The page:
1969 was a memorable year. Woodstock promoted peace and love, Neil Armstrong walked on the Moon and the war in Vietnam was dividing the country. It was also memorable as the year that the Western Australian Institute of Technology created a guild to represent its students. As the Student Guild celebrates its 40th birthday, one of the students involved at the very start looks back on a very different student experience than most.
Peter Quinn was Vice-President and then President of the Student Guild in the early 1970s. Reflecting on his time studying social sciences at WAIT, the now 59-year-old recalls the issues faced by students of the era.
‘Well, at about that time a lot of young guys were called up if you failed: you were conscripted into the army. So there was an incentive there not to fail of course,’ he laughs.
With the Vietnam War raging, Peter acknowledges WAIT’s Bentley campus was a far more politically charged environment than it is today, due to a quickly growing student population and also the material being taught to many students.
‘Some of the stuff that was being taught was the Marxist theories of the day and social linguistics, so these were indicators towards activism,’ Peter says.
A clear example of how politically active the students were was the time Peter was arrested after attending an anti-apartheid rally. Sitting in the lock up at three in the morning, Peter began talking with his fellow protesters who had also been taken in by police.
‘I was there with these guys I didn’t know… turns out they were all WAIT students,’ he remembers.
It was this largely idealist student population, then numbering around 10, 000, that Peter represented when he became Guild President in 1972. In the spirit of the times, the Guild took their defiant, activist approach towards world issues of the time, and applied it to university matters that affected students.
The result saw students taking a stand against issues deemed unfair. When cafe’s on campus suddenly raised prices, students boycotted them and ate food from caravans supplied by the Guild until prices dropped. When there was a strike which limited the library’s opening hours just before exams, the students had a sit-in and refused to leave until opening hours were extended.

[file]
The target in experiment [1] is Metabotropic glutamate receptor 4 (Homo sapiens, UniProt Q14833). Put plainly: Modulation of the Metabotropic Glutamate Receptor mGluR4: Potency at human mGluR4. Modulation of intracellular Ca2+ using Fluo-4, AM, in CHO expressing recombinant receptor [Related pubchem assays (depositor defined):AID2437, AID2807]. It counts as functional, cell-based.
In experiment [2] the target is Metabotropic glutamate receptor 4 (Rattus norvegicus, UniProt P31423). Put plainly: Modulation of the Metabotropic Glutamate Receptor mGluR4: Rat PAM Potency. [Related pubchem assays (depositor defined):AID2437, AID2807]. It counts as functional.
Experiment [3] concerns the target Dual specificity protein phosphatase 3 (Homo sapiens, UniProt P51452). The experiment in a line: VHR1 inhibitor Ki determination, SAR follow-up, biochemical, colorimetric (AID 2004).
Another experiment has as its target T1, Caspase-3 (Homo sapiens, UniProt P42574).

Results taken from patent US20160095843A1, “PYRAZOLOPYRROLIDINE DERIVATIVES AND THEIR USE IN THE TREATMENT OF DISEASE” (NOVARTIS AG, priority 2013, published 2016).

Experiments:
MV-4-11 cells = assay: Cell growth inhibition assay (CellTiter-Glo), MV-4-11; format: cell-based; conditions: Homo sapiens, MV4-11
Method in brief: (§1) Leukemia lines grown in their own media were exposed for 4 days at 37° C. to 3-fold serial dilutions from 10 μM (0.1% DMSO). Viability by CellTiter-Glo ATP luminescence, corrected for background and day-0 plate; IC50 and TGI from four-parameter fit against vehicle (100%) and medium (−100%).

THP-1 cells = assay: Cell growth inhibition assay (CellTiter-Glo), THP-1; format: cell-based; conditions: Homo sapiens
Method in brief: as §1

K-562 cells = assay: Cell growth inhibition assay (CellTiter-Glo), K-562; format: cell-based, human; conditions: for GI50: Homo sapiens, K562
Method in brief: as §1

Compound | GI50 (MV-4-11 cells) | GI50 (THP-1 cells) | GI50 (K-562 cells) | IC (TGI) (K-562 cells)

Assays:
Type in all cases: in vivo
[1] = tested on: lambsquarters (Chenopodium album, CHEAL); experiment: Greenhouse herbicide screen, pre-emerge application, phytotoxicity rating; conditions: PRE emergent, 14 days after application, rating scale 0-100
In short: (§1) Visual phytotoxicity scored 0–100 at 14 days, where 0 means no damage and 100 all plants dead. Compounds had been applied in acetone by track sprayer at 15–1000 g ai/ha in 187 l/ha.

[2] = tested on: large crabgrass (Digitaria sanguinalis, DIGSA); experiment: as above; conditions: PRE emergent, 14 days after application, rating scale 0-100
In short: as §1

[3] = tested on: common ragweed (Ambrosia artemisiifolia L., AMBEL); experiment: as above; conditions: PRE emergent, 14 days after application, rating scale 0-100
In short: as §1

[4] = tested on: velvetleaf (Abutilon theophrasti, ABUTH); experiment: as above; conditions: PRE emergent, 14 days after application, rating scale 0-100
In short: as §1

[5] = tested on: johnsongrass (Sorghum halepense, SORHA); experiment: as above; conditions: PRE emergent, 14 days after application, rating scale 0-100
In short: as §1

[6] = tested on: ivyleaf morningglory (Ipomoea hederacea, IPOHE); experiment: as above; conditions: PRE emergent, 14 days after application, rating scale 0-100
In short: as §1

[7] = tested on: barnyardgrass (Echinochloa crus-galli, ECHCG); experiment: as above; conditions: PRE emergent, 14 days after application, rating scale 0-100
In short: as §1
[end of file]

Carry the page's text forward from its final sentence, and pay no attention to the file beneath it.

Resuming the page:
‘I remember sitting with Norm Dufty, who was the Acting Director of WAIT, and negotiating at around half past 10 at night out by the pond in front of Hayman Theatre, with students sitting around with rugs and candles,’ Peter remembers with a smile.
Peter is quick to praise the WAIT administration of the time, which gave the students somewhere to run the student body by backing the tender on the first guild building, and also gave the students a forum to air their grievances by providing the Student Guild with two chairs on the institute council. Peter says the fledgling guild would have struggled to make an impact without this open-mindedness at board level.
‘It probably would have taken a lot longer, and we probably would have had ended up having disputes like those going on at Flinders Uni, where there were long occupations of administrative buildings, and Melbourne Uni where the cops burst in because there were people occupying the place. That was because they couldn’t get traction for their debates at the University council level.’
Today the Guild has new obstacles to contend with. A prominent issue is Voluntary Student Unionism, which now gives students the option of not paying a compulsory fee to become a guild member, a development which has caused thee Guild to lose a large chunk of its income.
An opponent of VSU, Peter urges students not to underestimate what the Guild offers to campus life with its contributions to various political, social, and religious, sports groups and clubs. But he also puts the onus on the Guild’s ability to represent its members.
‘The better you can represent people’s interests, the more you’ll be able to sustain the compulsory fee argument,’ he says.
‘But personally I believe it’s a fee that’s attached to being a student; it’s one of those costs of being a student. It’s part of the whole “student life” thing.’
In an inner-city café near his office where he works as a senior advisor for CPR Communications and Public Relations, Peter is hard-pressed to name one particular highlight from his time as student. After a lengthy pause, he says his main source of satisfaction came not only from acquiring things you can touch.
‘There was the tangible stuff like guild buildings, grants and such. But the intangibles… a lot of students were straight out of school. So just demonstrating and showing to students: “you can make a difference”, “you can get involved, become a member of the Guild or one of the clubs”.’
‘So I guess it was the intangibles that were important to me.’